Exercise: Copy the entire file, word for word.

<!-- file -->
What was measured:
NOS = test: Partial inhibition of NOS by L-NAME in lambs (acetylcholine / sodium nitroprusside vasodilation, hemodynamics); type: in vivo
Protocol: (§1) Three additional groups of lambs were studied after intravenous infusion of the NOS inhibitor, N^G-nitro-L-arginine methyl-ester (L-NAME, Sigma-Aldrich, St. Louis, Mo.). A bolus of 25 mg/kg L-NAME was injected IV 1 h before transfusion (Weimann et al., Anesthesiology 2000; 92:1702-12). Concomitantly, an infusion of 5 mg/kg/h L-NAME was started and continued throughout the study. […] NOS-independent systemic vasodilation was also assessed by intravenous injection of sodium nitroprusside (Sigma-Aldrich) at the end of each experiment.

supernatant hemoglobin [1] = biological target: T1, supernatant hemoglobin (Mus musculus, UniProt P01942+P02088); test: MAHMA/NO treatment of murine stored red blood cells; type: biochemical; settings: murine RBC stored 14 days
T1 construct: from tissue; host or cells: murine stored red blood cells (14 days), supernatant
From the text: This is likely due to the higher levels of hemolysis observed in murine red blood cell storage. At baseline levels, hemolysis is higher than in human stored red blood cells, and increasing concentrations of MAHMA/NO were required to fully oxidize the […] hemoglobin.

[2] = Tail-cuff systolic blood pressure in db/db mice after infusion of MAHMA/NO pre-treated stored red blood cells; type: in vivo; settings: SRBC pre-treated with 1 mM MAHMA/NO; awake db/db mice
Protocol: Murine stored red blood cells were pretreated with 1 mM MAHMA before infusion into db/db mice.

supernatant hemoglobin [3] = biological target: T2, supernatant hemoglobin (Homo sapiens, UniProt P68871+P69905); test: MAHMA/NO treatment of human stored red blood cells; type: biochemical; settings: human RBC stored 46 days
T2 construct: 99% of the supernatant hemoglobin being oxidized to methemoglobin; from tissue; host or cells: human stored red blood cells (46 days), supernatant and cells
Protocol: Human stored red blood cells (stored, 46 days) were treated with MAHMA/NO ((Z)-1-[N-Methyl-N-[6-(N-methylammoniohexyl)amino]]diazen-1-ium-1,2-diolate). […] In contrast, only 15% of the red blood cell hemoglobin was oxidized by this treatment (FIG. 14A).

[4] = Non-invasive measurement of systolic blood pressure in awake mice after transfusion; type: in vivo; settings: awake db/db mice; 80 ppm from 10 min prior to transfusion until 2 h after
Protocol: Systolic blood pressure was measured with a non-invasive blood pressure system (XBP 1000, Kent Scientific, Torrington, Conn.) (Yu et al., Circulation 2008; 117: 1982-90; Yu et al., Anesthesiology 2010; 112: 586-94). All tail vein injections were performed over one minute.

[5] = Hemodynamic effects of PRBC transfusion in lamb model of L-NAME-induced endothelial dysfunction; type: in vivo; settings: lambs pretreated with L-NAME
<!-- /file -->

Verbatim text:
What was measured:
NOS = test: Partial inhibition of NOS by L-NAME in lambs (acetylcholine / sodium nitroprusside vasodilation, hemodynamics); type: in vivo
Protocol: (§1) Three additional groups of lambs were studied after intravenous infusion of the NOS inhibitor, N^G-nitro-L-arginine methyl-ester (L-NAME, Sigma-Aldrich, St. Louis, Mo.). A bolus of 25 mg/kg L-NAME was injected IV 1 h before transfusion (Weimann et al., Anesthesiology 2000; 92:1702-12). Concomitantly, an infusion of 5 mg/kg/h L-NAME was started and continued throughout the study. […] NOS-independent systemic vasodilation was also assessed by intravenous injection of sodium nitroprusside (Sigma-Aldrich) at the end of each experiment.

supernatant hemoglobin [1] = biological target: T1, supernatant hemoglobin (Mus musculus, UniProt P01942+P02088); test: MAHMA/NO treatment of murine stored red blood cells; type: biochemical; settings: murine RBC stored 14 days
T1 construct: from tissue; host or cells: murine stored red blood cells (14 days), supernatant
From the text: This is likely due to the higher levels of hemolysis observed in murine red blood cell storage. At baseline levels, hemolysis is higher than in human stored red blood cells, and increasing concentrations of MAHMA/NO were required to fully oxidize the […] hemoglobin.

[2] = Tail-cuff systolic blood pressure in db/db mice after infusion of MAHMA/NO pre-treated stored red blood cells; type: in vivo; settings: SRBC pre-treated with 1 mM MAHMA/NO; awake db/db mice
Protocol: Murine stored red blood cells were pretreated with 1 mM MAHMA before infusion into db/db mice.

supernatant hemoglobin [3] = biological target: T2, supernatant hemoglobin (Homo sapiens, UniProt P68871+P69905); test: MAHMA/NO treatment of human stored red blood cells; type: biochemical; settings: human RBC stored 46 days
T2 construct: 99% of the supernatant hemoglobin being oxidized to methemoglobin; from tissue; host or cells: human stored red blood cells (46 days), supernatant and cells
Protocol: Human stored red blood cells (stored, 46 days) were treated with MAHMA/NO ((Z)-1-[N-Methyl-N-[6-(N-methylammoniohexyl)amino]]diazen-1-ium-1,2-diolate). […] In contrast, only 15% of the red blood cell hemoglobin was oxidized by this treatment (FIG. 14A).

[4] = Non-invasive measurement of systolic blood pressure in awake mice after transfusion; type: in vivo; settings: awake db/db mice; 80 ppm from 10 min prior to transfusion until 2 h after
Protocol: Systolic blood pressure was measured with a non-invasive blood pressure system (XBP 1000, Kent Scientific, Torrington, Conn.) (Yu et al., Circulation 2008; 117: 1982-90; Yu et al., Anesthesiology 2010; 112: 586-94). All tail vein injections were performed over one minute.

[5] = Hemodynamic effects of PRBC transfusion in lamb model of L-NAME-induced endothelial dysfunction; type: in vivo; settings: lambs pretreated with L-NAME